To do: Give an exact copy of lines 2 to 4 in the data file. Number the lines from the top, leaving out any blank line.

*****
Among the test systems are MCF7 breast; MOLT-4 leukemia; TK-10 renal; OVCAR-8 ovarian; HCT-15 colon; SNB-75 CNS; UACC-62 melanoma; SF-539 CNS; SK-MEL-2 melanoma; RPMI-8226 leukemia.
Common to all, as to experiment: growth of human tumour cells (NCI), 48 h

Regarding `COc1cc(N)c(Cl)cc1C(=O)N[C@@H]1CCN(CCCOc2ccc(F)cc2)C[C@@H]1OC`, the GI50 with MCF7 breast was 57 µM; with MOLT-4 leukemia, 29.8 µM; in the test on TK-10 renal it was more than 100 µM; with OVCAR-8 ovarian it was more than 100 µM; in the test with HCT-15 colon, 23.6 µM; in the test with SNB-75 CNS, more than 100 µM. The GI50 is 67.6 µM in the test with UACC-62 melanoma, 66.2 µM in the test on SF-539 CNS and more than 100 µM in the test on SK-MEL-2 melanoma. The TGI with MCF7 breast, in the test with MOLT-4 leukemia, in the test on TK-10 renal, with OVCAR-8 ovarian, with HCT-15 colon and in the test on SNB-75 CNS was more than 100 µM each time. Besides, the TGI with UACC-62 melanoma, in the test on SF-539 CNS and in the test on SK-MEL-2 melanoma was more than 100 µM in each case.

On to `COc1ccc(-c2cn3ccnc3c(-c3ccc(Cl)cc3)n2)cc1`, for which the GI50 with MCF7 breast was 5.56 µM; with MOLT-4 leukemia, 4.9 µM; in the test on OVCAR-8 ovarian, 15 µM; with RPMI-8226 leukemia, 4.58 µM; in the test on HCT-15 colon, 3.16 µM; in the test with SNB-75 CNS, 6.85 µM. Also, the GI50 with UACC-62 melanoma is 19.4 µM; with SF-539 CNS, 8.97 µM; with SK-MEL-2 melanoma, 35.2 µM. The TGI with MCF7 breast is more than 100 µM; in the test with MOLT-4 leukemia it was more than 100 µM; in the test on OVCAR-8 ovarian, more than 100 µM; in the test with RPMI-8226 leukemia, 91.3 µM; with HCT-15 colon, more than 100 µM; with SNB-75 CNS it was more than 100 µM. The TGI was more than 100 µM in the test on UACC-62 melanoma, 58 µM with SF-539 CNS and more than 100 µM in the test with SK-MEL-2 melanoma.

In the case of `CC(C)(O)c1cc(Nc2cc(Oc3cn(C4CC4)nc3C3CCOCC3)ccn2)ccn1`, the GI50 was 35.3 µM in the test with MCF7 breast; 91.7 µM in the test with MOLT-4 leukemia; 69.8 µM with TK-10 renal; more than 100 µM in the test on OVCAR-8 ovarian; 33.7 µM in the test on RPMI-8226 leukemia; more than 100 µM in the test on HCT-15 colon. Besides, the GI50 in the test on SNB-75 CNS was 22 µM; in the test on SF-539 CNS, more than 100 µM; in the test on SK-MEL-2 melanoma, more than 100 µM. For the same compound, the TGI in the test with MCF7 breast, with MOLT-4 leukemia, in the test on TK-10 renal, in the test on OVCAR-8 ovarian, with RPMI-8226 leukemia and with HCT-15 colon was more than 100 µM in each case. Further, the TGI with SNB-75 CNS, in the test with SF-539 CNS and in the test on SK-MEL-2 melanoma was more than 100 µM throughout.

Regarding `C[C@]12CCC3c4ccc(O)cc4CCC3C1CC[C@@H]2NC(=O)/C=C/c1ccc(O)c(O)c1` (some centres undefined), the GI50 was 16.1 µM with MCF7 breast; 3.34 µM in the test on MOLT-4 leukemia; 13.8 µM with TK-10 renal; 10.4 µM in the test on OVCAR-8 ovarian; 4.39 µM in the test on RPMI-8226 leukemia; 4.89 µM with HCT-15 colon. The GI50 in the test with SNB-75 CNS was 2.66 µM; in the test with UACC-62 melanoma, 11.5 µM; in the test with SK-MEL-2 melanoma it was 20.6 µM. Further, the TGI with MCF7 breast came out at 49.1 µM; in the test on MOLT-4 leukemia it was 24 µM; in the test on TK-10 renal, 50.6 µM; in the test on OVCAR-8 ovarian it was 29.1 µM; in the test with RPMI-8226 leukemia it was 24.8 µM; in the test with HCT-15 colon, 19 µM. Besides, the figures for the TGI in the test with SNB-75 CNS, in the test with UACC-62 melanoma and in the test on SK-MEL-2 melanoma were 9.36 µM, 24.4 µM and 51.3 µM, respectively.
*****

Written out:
Common to all, as to experiment: growth of human tumour cells (NCI), 48 h

Regarding `COc1cc(N)c(Cl)cc1C(=O)N[C@@H]1CCN(CCCOc2ccc(F)cc2)C[C@@H]1OC`, the GI50 with MCF7 breast was 57 µM; with MOLT-4 leukemia, 29.8 µM; in the test on TK-10 renal it was more than 100 µM; with OVCAR-8 ovarian it was more than 100 µM; in the test with HCT-15 colon, 23.6 µM; in the test with SNB-75 CNS, more than 100 µM. The GI50 is 67.6 µM in the test with UACC-62 melanoma, 66.2 µM in the test on SF-539 CNS and more than 100 µM in the test on SK-MEL-2 melanoma. The TGI with MCF7 breast, in the test with MOLT-4 leukemia, in the test on TK-10 renal, with OVCAR-8 ovarian, with HCT-15 colon and in the test on SNB-75 CNS was more than 100 µM each time. Besides, the TGI with UACC-62 melanoma, in the test on SF-539 CNS and in the test on SK-MEL-2 melanoma was more than 100 µM in each case.

On to `COc1ccc(-c2cn3ccnc3c(-c3ccc(Cl)cc3)n2)cc1`, for which the GI50 with MCF7 breast was 5.56 µM; with MOLT-4 leukemia, 4.9 µM; in the test on OVCAR-8 ovarian, 15 µM; with RPMI-8226 leukemia, 4.58 µM; in the test on HCT-15 colon, 3.16 µM; in the test with SNB-75 CNS, 6.85 µM. Also, the GI50 with UACC-62 melanoma is 19.4 µM; with SF-539 CNS, 8.97 µM; with SK-MEL-2 melanoma, 35.2 µM. The TGI with MCF7 breast is more than 100 µM; in the test with MOLT-4 leukemia it was more than 100 µM; in the test on OVCAR-8 ovarian, more than 100 µM; in the test with RPMI-8226 leukemia, 91.3 µM; with HCT-15 colon, more than 100 µM; with SNB-75 CNS it was more than 100 µM. The TGI was more than 100 µM in the test on UACC-62 melanoma, 58 µM with SF-539 CNS and more than 100 µM in the test with SK-MEL-2 melanoma.